Jettproof singlets. Great for anxiety and general calming so you can search for stuff via voice command.
• I got my son Lycra sheet last week, has been working well to help him settle and sleep at night

• Smart lights so I can turn the lounge room light on/off from my bed. I have also programmed it to turn on at sunset each day
Wonsie’ suits – like a all in one suit that zips up at the back. These have been great for my son who used to frequently strip naked in public. 😬

Continence Support

• Brolly sheets – they are brilliant. Save so much washing and re-making beds! Brolly Sheets Single Mattress Protector Lime
Conni products – huge range of adults and kids stuff – Australian

owned and they actually work!
• Hospital grade mattress protectors https://www.aleva.com.au/easywipe.html – they make life sooo much easier. Just have to wipe them over with some soap and water. They are also really soft and PVC free.
Wonsie’ suits – like a all in one suit that zips up at the back. These have been great for my son who used to frequently strip naked in public. 😬
• paying for a second council general rubbish bin to accommodate incontinence products
• Conni swim shorts Conni Togglz Children Swim Pant, Blue, 14-16, 210ml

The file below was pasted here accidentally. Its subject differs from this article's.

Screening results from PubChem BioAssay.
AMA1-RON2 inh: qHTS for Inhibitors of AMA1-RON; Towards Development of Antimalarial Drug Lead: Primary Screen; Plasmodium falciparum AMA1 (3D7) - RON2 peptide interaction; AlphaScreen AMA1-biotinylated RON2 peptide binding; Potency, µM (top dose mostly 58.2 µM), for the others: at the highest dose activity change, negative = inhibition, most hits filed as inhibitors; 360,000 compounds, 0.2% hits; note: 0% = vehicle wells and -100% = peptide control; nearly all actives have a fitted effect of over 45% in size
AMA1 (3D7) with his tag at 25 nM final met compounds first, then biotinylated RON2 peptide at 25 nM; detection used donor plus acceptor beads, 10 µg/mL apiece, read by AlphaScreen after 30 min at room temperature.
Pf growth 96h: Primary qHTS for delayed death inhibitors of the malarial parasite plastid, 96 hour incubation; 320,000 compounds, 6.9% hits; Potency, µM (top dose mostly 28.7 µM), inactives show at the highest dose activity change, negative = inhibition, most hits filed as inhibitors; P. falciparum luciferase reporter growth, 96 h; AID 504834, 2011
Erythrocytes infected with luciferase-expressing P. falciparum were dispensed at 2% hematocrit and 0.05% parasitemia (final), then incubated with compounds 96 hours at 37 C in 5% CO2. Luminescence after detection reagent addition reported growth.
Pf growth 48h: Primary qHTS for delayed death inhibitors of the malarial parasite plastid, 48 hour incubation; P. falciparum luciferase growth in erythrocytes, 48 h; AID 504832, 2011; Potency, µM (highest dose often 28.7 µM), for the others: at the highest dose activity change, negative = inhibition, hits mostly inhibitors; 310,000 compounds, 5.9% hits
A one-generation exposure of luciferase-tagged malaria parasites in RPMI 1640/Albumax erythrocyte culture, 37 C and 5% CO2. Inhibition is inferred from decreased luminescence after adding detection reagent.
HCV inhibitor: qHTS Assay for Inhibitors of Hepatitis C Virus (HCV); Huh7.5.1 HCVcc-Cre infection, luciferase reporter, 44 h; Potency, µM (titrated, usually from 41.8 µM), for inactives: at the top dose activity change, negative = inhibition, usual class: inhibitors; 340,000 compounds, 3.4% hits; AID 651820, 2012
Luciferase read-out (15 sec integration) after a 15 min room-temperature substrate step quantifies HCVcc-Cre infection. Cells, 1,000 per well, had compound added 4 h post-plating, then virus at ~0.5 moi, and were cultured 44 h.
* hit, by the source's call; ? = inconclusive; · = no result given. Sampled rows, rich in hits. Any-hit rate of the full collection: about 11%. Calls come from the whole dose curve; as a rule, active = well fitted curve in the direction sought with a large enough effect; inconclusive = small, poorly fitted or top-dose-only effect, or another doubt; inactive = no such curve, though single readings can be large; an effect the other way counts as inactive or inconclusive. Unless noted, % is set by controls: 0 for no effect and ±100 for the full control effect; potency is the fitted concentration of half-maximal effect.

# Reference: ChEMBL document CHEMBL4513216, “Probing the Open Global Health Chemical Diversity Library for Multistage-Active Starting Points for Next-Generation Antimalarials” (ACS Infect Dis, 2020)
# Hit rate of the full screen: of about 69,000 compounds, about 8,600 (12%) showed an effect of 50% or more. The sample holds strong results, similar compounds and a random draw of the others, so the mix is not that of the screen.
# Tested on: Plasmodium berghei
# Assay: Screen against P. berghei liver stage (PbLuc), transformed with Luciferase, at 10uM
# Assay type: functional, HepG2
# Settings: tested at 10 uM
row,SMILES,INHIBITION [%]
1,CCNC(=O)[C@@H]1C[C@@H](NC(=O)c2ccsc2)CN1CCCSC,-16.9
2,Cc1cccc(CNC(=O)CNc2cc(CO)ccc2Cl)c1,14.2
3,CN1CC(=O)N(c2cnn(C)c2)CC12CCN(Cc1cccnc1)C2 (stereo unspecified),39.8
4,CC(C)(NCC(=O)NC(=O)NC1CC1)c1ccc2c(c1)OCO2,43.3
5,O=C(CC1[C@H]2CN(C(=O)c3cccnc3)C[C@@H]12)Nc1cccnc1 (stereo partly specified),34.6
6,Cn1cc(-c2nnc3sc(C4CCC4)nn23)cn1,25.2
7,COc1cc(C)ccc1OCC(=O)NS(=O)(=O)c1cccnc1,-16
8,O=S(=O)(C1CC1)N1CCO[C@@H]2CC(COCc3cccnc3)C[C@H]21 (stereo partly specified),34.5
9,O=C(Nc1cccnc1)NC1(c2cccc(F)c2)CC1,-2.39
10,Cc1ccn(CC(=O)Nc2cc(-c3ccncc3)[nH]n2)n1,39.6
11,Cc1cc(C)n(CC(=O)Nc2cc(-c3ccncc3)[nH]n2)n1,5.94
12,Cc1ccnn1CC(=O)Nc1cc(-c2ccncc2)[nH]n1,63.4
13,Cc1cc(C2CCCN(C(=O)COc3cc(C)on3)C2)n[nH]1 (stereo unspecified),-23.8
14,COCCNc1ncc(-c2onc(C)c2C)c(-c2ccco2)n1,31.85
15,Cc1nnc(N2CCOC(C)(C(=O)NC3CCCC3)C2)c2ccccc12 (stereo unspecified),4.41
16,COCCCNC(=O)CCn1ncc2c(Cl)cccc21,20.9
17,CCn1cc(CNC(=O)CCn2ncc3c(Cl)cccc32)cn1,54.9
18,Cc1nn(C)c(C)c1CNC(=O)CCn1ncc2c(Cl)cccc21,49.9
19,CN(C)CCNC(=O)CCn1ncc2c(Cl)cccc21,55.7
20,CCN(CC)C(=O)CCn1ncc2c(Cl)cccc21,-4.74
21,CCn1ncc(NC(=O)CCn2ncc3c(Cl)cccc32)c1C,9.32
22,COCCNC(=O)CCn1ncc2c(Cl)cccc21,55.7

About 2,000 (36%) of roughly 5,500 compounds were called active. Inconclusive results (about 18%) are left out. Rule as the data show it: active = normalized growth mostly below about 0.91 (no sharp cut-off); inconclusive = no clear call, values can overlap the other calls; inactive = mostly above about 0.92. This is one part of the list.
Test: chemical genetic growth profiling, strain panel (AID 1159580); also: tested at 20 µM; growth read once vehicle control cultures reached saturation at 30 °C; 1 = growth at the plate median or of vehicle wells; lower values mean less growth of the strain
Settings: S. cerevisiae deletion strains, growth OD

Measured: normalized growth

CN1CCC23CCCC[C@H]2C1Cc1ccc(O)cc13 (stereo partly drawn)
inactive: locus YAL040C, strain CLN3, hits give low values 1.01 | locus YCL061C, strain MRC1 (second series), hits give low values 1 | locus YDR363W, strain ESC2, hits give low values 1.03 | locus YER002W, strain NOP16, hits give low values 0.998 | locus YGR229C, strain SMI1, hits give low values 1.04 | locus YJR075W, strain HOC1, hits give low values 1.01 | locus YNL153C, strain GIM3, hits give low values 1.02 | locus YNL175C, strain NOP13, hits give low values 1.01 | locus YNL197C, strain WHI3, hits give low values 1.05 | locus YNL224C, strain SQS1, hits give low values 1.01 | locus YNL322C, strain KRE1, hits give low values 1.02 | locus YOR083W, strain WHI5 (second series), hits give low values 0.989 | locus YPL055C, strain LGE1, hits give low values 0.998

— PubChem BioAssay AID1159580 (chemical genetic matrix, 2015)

Vision/hearing help

• Fluoro coloured knives for someone with vision impairment and black kitchen benches. GA Homefavor 10-piece Colored Chef Knife Set with Blade Guards 
TextHear app subscription for a deaf lady wanting live captioning for private conversations
Telecoil headphones
• bed shaker alarm clock Sonic Bomb Alarm Clock
• visual smoke alarm
Wireless video doorbell with loud sounds and flashing light; landline phone with loud ring and large dial numbers; waterproof accessories for cochlear implants; Roger pen to assist in listening to conversations in loud environments, eg. dining out.
• voice to text software
C-Pen ReaderPen
• there is a small camera that attaches to glasses called an Orcam. I have two peeps with it and it’s great but…. like all awesome things there are pros and cons and this is over $6k so not considered low cost low risk and NDIS are really only approving about 50% of applications for this. It’s bloody brilliant tho!
• Be My Eyes app. Free. https://www.bemyeyes.com
KNFB reader works really well to scan anything, than it will read it up.
PrizmoGo app allows you to take a photo of printed text and will read it to you
• Braille paper Filler Paper for Braille Pocket Notebook

Supervision help

• Video monitoring
MedicAlert
Fall alert button/lanyard
• Electronic video doorbell Wireless Video Doorbell
• Electronic door lock Decdeal 4-in-1 Keypad Lock Unlocked by Password + RF Card + Remote Control + Mechanical Key (Silver)

 

This post is copyright of The Growing Space, October 2018